is a RISC OS UserJGZimmerle on 22/8/06 3:02PM
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Sure, I agree there is a tendency to pretend that whatever's not available on RISC OS is not needed, until it becomes available at which point it's better than anything else! Sometimes it's good to be reminded of this.

Nonetheless, personally I find that some of the best things about RISC OS are the things it does *differently*. It would be a shame to lose those in the scrabble to make RISC OS work in the same way as everything else. After all, if RISC OS becomes like everything else, then there's little point in using it at all. I'm not disagreeing with what you've said though.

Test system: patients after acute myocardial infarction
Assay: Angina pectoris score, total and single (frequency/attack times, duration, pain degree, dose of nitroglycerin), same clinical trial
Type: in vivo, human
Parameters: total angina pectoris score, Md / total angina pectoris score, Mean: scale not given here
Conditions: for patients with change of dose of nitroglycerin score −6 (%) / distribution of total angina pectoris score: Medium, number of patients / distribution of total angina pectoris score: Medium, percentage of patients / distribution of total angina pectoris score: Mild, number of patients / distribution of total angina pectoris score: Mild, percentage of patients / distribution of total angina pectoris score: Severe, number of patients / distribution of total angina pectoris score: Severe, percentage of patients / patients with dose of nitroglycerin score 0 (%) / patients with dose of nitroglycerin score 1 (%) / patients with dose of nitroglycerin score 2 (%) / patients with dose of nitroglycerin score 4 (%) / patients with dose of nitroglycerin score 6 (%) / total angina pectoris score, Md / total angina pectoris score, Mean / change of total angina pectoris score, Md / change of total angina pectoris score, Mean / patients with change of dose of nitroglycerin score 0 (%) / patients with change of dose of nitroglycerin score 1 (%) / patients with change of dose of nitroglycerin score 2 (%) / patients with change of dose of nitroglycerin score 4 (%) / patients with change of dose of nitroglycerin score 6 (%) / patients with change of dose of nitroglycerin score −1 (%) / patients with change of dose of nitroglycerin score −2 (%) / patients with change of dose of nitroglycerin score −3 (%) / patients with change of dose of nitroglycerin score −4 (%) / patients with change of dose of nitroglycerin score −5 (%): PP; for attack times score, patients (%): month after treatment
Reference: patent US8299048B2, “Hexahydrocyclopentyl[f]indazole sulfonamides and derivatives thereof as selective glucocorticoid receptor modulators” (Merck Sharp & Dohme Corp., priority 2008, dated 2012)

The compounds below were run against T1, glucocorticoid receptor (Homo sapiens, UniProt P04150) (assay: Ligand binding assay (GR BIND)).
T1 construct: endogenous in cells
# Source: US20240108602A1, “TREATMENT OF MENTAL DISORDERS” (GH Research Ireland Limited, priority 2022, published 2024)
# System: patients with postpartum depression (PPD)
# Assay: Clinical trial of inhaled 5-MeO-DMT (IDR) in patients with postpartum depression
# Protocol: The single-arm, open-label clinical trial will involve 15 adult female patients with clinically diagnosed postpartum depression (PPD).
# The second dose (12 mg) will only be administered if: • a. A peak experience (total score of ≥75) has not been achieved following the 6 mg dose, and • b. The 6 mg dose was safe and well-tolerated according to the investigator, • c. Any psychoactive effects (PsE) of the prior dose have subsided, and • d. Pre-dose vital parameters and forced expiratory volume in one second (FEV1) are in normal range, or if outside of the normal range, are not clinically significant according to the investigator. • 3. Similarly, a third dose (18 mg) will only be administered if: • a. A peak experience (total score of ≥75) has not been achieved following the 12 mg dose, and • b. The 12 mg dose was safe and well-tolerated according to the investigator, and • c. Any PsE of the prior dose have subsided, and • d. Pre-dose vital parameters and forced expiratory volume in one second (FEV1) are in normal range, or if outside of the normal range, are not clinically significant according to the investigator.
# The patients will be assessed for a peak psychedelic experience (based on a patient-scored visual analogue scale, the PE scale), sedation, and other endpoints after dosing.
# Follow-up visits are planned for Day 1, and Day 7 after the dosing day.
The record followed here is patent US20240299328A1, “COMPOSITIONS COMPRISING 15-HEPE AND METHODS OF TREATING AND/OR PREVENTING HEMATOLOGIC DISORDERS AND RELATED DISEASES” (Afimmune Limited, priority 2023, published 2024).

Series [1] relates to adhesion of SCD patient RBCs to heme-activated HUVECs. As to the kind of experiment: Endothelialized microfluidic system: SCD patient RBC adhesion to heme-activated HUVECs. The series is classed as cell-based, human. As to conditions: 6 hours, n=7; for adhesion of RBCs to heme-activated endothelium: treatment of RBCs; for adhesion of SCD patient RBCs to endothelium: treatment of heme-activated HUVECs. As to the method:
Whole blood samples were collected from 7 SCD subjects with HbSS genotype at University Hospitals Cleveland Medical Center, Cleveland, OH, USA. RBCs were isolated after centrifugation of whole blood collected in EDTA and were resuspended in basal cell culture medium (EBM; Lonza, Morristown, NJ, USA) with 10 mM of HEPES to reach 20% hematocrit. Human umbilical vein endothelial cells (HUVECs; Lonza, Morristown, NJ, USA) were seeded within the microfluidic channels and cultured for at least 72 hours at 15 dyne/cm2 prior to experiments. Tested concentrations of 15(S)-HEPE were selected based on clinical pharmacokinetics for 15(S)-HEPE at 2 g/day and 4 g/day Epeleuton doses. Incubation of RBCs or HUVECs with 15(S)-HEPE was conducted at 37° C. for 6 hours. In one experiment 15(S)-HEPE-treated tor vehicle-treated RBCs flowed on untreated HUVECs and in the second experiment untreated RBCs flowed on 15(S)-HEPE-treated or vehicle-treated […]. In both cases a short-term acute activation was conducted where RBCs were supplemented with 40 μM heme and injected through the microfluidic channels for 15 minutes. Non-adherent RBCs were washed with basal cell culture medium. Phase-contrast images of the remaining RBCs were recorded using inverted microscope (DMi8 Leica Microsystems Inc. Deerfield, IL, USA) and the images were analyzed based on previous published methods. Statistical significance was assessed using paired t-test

The PD scene used to be awash with desktop 'enhancements' that added moving pictures, widgets etc. to the pinboard. The best one I thought had cockroaches that scuttled under the windows when you moved them (from *Info probably). A universal way to add functionality to the pinboard would be a really useful addition to the OS. In the meantime, it's nice to be reminded of the functionality that's already there.

 is a RISC OS Userflypig on 22/8/06 3:22PM